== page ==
After months of planning, preparing, wondering, praying, practicing, imagining and of course packing (more about them in later episodes), it was an incredible feeling to be actually there in that sacred space. Swamy stood there silently, wondering if this was the culmination of the journey of a lifetime or a beginning of a new one that will be as marvelous as the path paved by nature for the 115 yatris who trekked along with him, ably, gently and kindly led by the exceptionally capable Isha Sacred Walks crew!

Animals27Making the Kailash-Manasarovar yatra (pilgrimage) is a lifetime ambition for not just Hindus but for seekers from as many as four other religions. It is not easy for any but has been made possible for many with better infrastructure that takes one closer to the Mystic Mountain. But the last mile (pun intended) – not just one or two, about nine or so – still has to be made by foot – either the yatri’s two or the pony’s four, on which (s)he rides. And nothing prepares one for the experience of the mountain itself and the path leading to it (or the totally enchanting Yaks and Sherpas that tread it like free spirits), which probably remain as raw and pristine as they were when Lord Shiva himself must have roamed the space in physical form!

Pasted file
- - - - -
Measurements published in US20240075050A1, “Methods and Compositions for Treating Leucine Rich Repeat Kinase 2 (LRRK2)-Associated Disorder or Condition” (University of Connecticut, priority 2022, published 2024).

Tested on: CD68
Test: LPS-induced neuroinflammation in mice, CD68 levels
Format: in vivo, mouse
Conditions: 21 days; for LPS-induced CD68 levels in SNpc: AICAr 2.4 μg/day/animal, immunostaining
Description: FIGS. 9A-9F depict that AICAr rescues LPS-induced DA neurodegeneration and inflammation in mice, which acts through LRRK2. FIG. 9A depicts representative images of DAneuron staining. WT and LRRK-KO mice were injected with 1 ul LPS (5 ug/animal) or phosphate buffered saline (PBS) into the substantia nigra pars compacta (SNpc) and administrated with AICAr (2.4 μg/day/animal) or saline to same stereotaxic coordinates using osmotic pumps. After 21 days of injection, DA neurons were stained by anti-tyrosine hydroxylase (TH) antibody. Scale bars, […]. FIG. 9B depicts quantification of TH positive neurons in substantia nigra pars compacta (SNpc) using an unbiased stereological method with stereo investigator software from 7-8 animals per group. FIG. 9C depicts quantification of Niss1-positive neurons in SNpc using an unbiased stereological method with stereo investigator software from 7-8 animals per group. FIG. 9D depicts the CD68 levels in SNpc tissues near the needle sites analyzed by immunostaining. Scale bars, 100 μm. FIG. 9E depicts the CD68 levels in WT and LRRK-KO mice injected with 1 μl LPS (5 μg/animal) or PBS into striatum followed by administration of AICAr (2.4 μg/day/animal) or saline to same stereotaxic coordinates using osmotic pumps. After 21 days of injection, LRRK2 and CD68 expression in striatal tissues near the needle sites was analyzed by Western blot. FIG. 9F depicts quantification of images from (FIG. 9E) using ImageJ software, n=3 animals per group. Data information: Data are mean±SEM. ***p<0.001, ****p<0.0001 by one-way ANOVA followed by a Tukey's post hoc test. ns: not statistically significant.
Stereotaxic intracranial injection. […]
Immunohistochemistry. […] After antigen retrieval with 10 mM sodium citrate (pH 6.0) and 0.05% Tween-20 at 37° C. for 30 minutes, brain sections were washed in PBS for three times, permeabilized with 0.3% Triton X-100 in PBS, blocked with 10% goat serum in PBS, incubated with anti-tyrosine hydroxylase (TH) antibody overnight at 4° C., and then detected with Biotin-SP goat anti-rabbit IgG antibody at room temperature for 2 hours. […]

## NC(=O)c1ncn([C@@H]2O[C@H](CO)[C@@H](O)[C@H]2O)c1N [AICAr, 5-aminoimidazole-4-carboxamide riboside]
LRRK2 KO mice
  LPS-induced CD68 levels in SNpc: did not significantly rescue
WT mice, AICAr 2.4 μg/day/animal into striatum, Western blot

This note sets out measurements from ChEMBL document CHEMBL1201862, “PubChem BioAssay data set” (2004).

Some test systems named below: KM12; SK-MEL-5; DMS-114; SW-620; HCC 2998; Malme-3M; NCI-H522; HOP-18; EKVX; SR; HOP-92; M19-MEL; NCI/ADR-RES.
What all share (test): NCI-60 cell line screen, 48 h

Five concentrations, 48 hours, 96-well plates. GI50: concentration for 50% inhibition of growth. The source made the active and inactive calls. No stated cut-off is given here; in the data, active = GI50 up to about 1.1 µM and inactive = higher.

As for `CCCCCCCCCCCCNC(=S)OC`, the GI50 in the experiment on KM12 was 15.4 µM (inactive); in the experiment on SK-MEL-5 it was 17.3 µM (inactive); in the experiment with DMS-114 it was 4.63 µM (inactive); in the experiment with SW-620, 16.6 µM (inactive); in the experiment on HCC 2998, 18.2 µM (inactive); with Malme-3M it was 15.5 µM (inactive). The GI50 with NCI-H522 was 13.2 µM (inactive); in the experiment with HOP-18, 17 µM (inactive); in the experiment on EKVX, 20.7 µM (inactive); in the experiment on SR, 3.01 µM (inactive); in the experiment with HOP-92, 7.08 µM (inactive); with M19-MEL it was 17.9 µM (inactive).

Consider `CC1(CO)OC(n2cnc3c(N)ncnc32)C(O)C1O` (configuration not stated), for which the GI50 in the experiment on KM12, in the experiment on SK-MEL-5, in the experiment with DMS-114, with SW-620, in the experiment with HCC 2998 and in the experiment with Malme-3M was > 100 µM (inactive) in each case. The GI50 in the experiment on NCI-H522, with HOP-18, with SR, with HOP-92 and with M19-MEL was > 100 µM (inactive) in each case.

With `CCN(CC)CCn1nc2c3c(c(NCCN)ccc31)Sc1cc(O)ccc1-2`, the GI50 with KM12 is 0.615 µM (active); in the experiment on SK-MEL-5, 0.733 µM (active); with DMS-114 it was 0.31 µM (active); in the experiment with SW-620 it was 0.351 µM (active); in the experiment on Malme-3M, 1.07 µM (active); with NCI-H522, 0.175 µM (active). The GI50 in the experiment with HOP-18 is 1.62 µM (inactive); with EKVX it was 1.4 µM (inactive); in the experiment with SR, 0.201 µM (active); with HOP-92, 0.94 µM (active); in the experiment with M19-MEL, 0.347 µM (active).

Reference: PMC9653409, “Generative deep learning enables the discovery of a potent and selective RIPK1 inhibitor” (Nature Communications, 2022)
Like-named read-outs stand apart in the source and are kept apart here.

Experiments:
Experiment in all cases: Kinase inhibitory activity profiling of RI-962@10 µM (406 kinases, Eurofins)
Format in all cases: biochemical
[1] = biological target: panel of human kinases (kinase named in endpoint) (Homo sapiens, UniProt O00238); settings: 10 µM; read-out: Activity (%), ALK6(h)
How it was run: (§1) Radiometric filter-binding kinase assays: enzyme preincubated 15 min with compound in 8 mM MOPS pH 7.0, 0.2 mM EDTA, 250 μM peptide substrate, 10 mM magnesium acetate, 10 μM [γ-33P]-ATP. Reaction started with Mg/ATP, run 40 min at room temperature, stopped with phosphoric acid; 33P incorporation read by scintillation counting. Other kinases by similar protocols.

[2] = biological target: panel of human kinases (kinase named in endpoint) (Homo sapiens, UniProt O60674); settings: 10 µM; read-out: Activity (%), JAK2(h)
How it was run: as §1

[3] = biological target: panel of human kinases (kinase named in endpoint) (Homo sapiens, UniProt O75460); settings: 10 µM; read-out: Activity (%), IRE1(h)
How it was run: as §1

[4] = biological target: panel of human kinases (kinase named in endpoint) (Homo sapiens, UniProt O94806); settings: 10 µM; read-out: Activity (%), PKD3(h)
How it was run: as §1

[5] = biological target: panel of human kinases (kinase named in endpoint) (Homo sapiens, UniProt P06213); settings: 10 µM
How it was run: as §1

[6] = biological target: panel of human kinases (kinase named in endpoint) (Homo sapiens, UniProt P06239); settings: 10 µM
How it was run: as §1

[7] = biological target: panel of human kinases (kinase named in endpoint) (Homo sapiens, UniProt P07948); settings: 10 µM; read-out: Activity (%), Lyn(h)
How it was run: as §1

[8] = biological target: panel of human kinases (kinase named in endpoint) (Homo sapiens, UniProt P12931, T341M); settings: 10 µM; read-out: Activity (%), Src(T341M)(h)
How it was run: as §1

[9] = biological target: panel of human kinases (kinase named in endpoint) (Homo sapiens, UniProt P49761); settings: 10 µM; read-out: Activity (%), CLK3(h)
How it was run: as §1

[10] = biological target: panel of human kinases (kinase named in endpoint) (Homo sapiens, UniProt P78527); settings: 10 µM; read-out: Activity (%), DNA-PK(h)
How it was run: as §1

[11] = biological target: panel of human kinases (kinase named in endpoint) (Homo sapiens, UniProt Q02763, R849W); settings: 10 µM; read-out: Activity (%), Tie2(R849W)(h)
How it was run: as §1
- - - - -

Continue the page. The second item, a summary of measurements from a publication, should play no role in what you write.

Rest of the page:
Sadhguru_KailashKailash can do many things to a yatri. But the first (and probably only, for the devout ones at least) thing it does is to make one feel utterly, helplessly and honestly humble. As Swamy’s Master Sadhguru says, in the cosmic scale of things, we are so insignificant that we’re not even the equivalent of a speck of dust on Earth. And Life the way it is, is nothing but the Cosmic Dance of Shiva, the Lord of the cosmos. So it is but natural for a seeker to feel absolutely humbled in the Lord’s abode. Upon its darshan, all one can do is to remain awestruck, unable to peel one’s eyes from its magnificence. All the pervasive but pointless thoughts about I, my & mine will melt away like the snow that covers the sacred peak, leaving one feeling stark naked – not in the pervert sense, but in a more subtle, subconscious way – getting exposed in all one’s gory (sorry, any sense of glory must have already gone with the remaining I (non)sense)!